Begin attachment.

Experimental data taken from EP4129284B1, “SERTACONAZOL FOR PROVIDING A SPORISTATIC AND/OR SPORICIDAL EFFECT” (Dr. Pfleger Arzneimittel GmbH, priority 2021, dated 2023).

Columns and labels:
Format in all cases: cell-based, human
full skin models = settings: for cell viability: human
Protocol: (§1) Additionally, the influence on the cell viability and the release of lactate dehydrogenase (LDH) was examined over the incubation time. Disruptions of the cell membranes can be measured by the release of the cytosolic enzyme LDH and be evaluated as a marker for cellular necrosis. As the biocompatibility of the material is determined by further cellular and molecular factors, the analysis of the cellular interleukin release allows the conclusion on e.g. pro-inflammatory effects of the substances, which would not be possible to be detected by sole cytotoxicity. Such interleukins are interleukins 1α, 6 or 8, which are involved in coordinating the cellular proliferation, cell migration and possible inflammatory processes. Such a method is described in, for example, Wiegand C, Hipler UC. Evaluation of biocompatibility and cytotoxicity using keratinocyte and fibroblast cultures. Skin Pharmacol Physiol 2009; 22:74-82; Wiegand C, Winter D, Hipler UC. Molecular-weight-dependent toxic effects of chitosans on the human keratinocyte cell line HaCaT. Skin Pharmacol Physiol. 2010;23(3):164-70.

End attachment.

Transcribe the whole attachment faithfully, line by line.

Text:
Experimental data taken from EP4129284B1, “SERTACONAZOL FOR PROVIDING A SPORISTATIC AND/OR SPORICIDAL EFFECT” (Dr. Pfleger Arzneimittel GmbH, priority 2021, dated 2023).

Columns and labels:
Format in all cases: cell-based, human
full skin models = settings: for cell viability: human
Protocol: (§1) Additionally, the influence on the cell viability and the release of lactate dehydrogenase (LDH) was examined over the incubation time. Disruptions of the cell membranes can be measured by the release of the cytosolic enzyme LDH and be evaluated as a marker for cellular necrosis. As the biocompatibility of the material is determined by further cellular and molecular factors, the analysis of the cellular interleukin release allows the conclusion on e.g. pro-inflammatory effects of the substances, which would not be possible to be detected by sole cytotoxicity. Such interleukins are interleukins 1α, 6 or 8, which are involved in coordinating the cellular proliferation, cell migration and possible inflammatory processes. Such a method is described in, for example, Wiegand C, Hipler UC. Evaluation of biocompatibility and cytotoxicity using keratinocyte and fibroblast cultures. Skin Pharmacol Physiol 2009; 22:74-82; Wiegand C, Winter D, Hipler UC. Molecular-weight-dependent toxic effects of chitosans on the human keratinocyte cell line HaCaT. Skin Pharmacol Physiol. 2010;23(3):164-70.